In Stratford, Connecticut, today, Sikorsky Aircraft announced a new commercial application for the helicopter. The?
MS LOADING HELICOPTER
CU LOADING HELICOPTER
LS FLYING OVER MOUNTAINS
MS APPROACH TO HILLSIDE, ONE WHEEL LANDING, UNLOADING, TAKEOFF
LS PICK UP OF POLE
LS TAKEOFF WITH POLE
LS LEVEL FLIGHT
MS HELICOPTER OVER HOLE
MS POLE SLIDING INTO HOLE
MS TAKEOFF WITH THREE POLES STANDING
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Background: In Stratford, Connecticut, today, Sikorsky Aircraft announced a new commercial application for the helicopter. The Government of Puerto Rico has purchased a Sikorsky S-58 for use in power line construction.
SYNOPSIS: It is the first such sale in aviation history. Here a power line crew climbs aboard its new sky bus to be whisked to the construction site -- many miles -- and many mountains -- away.
This is what you call hillside taxi service. The helicopter comes to a hover, resting one wheel on the steep slope.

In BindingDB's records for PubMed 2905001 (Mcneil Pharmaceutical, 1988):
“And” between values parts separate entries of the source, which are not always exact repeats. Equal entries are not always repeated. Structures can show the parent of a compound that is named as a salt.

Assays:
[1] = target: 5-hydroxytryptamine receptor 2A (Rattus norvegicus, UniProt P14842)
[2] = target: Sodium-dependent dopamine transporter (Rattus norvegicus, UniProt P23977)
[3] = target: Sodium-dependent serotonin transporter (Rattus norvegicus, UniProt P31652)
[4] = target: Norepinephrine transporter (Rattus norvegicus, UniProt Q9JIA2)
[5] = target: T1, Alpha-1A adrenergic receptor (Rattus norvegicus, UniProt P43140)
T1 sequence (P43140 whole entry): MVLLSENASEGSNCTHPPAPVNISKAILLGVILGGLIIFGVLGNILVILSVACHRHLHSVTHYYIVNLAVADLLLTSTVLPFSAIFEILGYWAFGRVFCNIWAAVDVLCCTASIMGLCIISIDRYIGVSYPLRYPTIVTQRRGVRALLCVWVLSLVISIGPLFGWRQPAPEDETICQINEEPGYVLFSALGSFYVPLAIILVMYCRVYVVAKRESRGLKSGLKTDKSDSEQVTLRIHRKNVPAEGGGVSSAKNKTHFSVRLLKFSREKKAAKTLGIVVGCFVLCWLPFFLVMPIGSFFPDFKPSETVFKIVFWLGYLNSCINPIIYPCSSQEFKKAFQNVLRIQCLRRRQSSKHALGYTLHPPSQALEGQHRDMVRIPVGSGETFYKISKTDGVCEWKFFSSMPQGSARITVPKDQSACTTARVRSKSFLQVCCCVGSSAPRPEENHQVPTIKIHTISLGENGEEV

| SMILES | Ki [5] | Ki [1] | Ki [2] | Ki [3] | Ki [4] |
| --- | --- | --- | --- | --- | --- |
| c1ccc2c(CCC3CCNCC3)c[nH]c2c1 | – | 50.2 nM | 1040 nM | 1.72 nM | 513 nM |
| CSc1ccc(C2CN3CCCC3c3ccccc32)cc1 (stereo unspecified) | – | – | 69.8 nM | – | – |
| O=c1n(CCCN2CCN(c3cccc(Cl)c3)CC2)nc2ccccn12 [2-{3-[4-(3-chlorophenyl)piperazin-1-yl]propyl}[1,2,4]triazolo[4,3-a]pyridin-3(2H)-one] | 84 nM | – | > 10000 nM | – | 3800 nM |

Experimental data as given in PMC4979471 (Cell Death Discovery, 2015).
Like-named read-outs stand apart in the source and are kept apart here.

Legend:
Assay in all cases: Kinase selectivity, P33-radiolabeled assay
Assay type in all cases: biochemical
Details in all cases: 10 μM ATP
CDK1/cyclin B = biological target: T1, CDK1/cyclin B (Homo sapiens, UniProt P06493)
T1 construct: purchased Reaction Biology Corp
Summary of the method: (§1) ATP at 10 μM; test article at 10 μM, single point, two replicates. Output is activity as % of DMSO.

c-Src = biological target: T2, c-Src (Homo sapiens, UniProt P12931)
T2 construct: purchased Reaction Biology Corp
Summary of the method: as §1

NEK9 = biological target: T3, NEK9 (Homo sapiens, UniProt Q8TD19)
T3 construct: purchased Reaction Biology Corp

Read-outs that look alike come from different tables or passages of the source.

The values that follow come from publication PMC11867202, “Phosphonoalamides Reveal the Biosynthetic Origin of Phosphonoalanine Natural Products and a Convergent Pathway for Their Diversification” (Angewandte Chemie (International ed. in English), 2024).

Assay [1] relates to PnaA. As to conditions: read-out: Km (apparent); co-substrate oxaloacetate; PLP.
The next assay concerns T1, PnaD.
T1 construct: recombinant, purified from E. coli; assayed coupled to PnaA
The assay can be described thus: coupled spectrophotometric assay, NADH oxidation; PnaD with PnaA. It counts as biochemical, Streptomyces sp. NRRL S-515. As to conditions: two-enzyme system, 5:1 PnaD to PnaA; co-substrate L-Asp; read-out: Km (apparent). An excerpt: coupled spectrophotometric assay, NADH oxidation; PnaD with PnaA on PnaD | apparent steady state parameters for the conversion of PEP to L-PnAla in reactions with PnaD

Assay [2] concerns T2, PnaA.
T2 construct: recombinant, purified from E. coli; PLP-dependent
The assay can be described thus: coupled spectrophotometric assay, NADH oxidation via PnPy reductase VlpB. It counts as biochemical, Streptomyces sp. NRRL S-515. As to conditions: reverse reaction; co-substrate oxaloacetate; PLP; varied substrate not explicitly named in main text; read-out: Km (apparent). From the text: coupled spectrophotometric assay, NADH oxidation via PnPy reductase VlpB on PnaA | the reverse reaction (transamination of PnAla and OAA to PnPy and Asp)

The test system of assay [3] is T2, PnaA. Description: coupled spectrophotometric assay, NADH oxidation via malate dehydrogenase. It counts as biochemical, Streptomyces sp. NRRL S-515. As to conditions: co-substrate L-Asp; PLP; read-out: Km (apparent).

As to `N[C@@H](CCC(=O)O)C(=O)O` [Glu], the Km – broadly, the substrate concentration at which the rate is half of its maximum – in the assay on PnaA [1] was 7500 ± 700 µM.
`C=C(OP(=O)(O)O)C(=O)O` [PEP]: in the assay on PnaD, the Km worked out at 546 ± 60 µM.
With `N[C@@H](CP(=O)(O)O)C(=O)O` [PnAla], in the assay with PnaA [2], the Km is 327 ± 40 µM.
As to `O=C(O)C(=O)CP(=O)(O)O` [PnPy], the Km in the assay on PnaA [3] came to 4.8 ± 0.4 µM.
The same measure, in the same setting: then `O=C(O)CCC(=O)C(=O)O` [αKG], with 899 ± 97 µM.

It's this flying platform mobility that enables the helicopter to reach the most inaccessible areas in the world.
The crewmen toss out their gear, end then follow along themselves. They are ready to go to work.
For the S-58, it's back to the staging area in the lowlands ...
... and time to begin air-lifting the huge poles. These big fellows are 65 feet long and weigh nearly two tons.
Before a helicopter was used for this flying crane work, costly roads had to be built through Puerto Rico's rugged countryside to truck in poles, equipment and workers.
Where trucks couldn't go, 60-man crews carried and dragged the poles in back-breaking work. Now, only two ground crewmen are needed to signal the helicopter pilot and guide the pole into a pre-dug hole.
Puerto Rico officials report that a three-pole structure -- which would take 45 days to set by conventional methods -- can be planted by air in 30 minutes at only one-third the former cost!